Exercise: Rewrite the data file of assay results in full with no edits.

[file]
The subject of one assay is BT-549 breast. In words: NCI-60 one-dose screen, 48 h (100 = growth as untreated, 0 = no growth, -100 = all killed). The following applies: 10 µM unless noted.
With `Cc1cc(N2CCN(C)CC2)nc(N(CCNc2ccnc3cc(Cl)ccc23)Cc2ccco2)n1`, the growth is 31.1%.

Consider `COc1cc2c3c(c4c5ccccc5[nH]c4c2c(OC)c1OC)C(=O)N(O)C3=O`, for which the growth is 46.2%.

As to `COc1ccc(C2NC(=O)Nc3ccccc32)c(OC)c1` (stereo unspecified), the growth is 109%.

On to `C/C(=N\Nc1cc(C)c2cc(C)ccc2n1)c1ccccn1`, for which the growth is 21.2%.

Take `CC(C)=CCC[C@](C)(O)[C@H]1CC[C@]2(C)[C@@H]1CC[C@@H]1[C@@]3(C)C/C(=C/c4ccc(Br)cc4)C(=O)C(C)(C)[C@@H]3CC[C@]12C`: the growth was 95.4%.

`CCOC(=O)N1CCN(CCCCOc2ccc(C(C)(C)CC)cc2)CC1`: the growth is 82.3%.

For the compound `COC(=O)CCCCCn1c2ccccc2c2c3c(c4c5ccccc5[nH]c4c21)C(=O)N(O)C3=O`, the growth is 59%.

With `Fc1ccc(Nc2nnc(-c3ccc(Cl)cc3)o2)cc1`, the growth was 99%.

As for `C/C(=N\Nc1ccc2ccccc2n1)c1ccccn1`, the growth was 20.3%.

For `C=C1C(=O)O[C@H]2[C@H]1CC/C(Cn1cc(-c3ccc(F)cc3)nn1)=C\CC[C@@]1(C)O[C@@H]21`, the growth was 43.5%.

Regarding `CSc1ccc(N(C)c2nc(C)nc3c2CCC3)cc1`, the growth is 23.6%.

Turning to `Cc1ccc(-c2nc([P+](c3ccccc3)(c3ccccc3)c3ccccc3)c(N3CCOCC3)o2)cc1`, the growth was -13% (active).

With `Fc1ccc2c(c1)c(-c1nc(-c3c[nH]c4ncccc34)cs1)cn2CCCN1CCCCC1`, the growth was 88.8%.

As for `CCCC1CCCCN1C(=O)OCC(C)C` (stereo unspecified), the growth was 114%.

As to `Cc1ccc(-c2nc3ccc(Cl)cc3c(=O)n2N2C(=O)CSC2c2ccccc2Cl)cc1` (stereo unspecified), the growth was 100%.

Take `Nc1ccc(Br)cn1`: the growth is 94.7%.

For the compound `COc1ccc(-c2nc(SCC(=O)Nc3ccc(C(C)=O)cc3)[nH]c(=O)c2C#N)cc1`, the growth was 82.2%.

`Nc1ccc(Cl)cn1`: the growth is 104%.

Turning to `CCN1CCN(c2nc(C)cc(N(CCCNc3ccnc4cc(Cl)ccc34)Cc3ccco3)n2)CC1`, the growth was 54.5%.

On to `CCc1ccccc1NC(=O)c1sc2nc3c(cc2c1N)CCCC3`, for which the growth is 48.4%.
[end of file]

The subject of one assay is BT-549 breast. In words: NCI-60 one-dose screen, 48 h (100 = growth as untreated, 0 = no growth, -100 = all killed). The following applies: 10 µM unless noted.
With `Cc1cc(N2CCN(C)CC2)nc(N(CCNc2ccnc3cc(Cl)ccc23)Cc2ccco2)n1`, the growth is 31.1%.

Consider `COc1cc2c3c(c4c5ccccc5[nH]c4c2c(OC)c1OC)C(=O)N(O)C3=O`, for which the growth is 46.2%.

As to `COc1ccc(C2NC(=O)Nc3ccccc32)c(OC)c1` (stereo unspecified), the growth is 109%.

On to `C/C(=N\Nc1cc(C)c2cc(C)ccc2n1)c1ccccn1`, for which the growth is 21.2%.

Take `CC(C)=CCC[C@](C)(O)[C@H]1CC[C@]2(C)[C@@H]1CC[C@@H]1[C@@]3(C)C/C(=C/c4ccc(Br)cc4)C(=O)C(C)(C)[C@@H]3CC[C@]12C`: the growth was 95.4%.

`CCOC(=O)N1CCN(CCCCOc2ccc(C(C)(C)CC)cc2)CC1`: the growth is 82.3%.

For the compound `COC(=O)CCCCCn1c2ccccc2c2c3c(c4c5ccccc5[nH]c4c21)C(=O)N(O)C3=O`, the growth is 59%.

With `Fc1ccc(Nc2nnc(-c3ccc(Cl)cc3)o2)cc1`, the growth was 99%.

As for `C/C(=N\Nc1ccc2ccccc2n1)c1ccccn1`, the growth was 20.3%.

For `C=C1C(=O)O[C@H]2[C@H]1CC/C(Cn1cc(-c3ccc(F)cc3)nn1)=C\CC[C@@]1(C)O[C@@H]21`, the growth was 43.5%.

Regarding `CSc1ccc(N(C)c2nc(C)nc3c2CCC3)cc1`, the growth is 23.6%.

Turning to `Cc1ccc(-c2nc([P+](c3ccccc3)(c3ccccc3)c3ccccc3)c(N3CCOCC3)o2)cc1`, the growth was -13% (active).

With `Fc1ccc2c(c1)c(-c1nc(-c3c[nH]c4ncccc34)cs1)cn2CCCN1CCCCC1`, the growth was 88.8%.

As for `CCCC1CCCCN1C(=O)OCC(C)C` (stereo unspecified), the growth was 114%.

As to `Cc1ccc(-c2nc3ccc(Cl)cc3c(=O)n2N2C(=O)CSC2c2ccccc2Cl)cc1` (stereo unspecified), the growth was 100%.

Take `Nc1ccc(Br)cn1`: the growth is 94.7%.

For the compound `COc1ccc(-c2nc(SCC(=O)Nc3ccc(C(C)=O)cc3)[nH]c(=O)c2C#N)cc1`, the growth was 82.2%.

`Nc1ccc(Cl)cn1`: the growth is 104%.

Turning to `CCN1CCN(c2nc(C)cc(N(CCCNc3ccnc4cc(Cl)ccc34)Cc3ccco3)n2)CC1`, the growth was 54.5%.

On to `CCc1ccccc1NC(=O)c1sc2nc3c(cc2c1N)CCCC3`, for which the growth is 48.4%.